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Scholarly Writing Workshops: How You Can Benefit from Them

Scholarly Writing Workshops: How You Can Benefit from Them

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By Dr. Ron Johnson, Faculty Member, School of Business, American Public University, and Dr. Wanda Curlee, Associate Professor, School of Business, American Public University

Note: This article was originally published on Online Career Tips.

Each summer, professional writers and would-be authors gather at writers’ workshops around the country for a couple of weeks to hone their skills, pick up writing tips and network with other writers.

A workshop in scholarly writing could be just what you need to improve your work, whether you are an experienced author or looking for your first published article.

Upon completing the workshop, you will find you have grown professionally as a writer and personally through the interaction with your fellow writers. You will have a systematic approach to publication. In addition, you will have a network you can rely upon when taking on new academic writing projects.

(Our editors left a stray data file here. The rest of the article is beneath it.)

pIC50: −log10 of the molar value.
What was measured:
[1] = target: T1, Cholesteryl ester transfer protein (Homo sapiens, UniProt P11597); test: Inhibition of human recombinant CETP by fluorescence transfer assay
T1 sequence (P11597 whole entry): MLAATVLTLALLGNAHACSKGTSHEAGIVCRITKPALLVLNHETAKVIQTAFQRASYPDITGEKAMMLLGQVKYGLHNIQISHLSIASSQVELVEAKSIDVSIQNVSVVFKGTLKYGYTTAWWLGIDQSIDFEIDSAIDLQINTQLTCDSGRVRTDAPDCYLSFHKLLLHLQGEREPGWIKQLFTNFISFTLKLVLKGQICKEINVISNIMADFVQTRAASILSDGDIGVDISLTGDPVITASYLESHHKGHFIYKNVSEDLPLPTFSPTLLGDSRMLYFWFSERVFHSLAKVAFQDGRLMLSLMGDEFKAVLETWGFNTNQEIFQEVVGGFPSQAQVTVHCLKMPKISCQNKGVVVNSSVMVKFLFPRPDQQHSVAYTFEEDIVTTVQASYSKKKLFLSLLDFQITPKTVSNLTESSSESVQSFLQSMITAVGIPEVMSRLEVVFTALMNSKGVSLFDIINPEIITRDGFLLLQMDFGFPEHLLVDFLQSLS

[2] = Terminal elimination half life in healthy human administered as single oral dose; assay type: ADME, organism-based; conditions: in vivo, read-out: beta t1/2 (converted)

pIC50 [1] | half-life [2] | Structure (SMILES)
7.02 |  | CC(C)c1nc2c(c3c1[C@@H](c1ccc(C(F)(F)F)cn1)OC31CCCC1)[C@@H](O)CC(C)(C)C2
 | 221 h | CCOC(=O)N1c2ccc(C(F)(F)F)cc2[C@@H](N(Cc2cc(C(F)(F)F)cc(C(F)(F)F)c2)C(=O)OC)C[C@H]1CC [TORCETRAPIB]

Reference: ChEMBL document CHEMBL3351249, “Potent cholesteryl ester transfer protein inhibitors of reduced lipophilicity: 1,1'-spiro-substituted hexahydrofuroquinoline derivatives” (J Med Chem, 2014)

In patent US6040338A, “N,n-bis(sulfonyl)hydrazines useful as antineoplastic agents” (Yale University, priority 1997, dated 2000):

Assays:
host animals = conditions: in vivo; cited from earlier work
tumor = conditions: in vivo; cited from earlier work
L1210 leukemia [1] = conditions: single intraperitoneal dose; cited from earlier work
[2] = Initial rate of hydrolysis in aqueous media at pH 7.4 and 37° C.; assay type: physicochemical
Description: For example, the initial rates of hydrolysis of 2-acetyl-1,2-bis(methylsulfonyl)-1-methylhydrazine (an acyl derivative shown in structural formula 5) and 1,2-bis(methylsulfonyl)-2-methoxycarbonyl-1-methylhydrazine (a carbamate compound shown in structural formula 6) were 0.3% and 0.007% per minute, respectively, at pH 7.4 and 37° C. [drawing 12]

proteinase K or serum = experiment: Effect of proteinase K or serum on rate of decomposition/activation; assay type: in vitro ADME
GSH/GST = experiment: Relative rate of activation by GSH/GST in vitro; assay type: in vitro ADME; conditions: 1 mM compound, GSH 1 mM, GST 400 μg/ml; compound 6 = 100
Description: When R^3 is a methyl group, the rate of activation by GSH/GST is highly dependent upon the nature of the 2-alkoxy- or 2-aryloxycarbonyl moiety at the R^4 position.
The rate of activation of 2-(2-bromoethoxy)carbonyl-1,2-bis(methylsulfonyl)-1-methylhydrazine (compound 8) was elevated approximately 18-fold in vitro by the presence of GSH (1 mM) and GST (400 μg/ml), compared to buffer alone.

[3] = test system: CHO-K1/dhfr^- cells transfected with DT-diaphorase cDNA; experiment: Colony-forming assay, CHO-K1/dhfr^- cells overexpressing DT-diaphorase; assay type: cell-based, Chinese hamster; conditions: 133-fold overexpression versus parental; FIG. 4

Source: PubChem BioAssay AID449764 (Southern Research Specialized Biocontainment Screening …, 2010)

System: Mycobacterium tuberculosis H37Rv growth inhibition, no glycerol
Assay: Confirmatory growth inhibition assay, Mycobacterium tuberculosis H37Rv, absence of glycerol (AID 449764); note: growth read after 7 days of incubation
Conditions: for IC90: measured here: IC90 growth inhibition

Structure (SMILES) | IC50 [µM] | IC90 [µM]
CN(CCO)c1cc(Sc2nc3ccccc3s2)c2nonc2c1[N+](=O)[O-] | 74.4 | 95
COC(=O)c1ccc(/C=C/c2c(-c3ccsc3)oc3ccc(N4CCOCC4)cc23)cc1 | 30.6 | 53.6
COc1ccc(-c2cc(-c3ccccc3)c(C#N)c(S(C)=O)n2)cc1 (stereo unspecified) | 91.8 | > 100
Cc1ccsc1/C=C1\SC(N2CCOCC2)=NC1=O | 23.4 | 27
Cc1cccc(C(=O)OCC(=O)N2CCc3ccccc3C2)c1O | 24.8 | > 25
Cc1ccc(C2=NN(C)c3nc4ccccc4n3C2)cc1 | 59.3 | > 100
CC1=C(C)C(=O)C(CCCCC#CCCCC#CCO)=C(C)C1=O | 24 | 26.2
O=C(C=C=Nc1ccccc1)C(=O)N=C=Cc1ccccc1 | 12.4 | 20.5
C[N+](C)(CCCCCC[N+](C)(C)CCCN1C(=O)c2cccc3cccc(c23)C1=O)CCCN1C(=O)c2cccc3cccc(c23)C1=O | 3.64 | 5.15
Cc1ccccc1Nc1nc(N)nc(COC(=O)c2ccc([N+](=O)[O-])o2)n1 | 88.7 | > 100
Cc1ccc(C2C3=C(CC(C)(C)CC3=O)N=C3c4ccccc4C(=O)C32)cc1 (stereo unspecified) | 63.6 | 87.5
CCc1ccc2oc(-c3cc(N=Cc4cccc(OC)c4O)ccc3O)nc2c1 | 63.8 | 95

Academic Writing and the Value of Writing Workshops

Academic writing starts with a precise reason to write — a master’s thesis, a doctoral dissertation or an article for a peer-reviewed journal. So understanding your intended audience will help you focus your work. Remember, your article needs to answer the so what question: “Here are facts you didn’t know before.” Without this important step, your work may not be of any interest to your target publication.

Writing and publishing original academic work can be a daunting and, for the most part, a solitary task. One way to alleviate the strain, gain confidence in your work and also improve your writing is by enrolling in a workshop specifically designed to improve manuscripts for submission and publication.

Writing workshops, whether in-person or online, are ubiquitous – everything from poetry and short fiction to biography and scientific manuscripts.

Like those genres, scholarly writing is really just a matter of style. It is no more challenging to compose than a newspaper article, a novel or an autobiography. The academic article has a different purpose and a more rigorous structure that must be adhered to; it is not creative writing.

Highlights of a 12-Week Scholarly Writing Workshop

We just finished a 12-week workshop on publishing academic writing, sponsored by the Center for Teaching and Learning (CTL) at APUS. Our course started with 15 full- and part-time professors coming together in week one; a few professors unfortunately withdrew as the weeks went on.

The course followed the book “Writing Your Journal Article in 12 Weeks, A Guide to Academic Publishing Success” by Wendy Laura Belcher.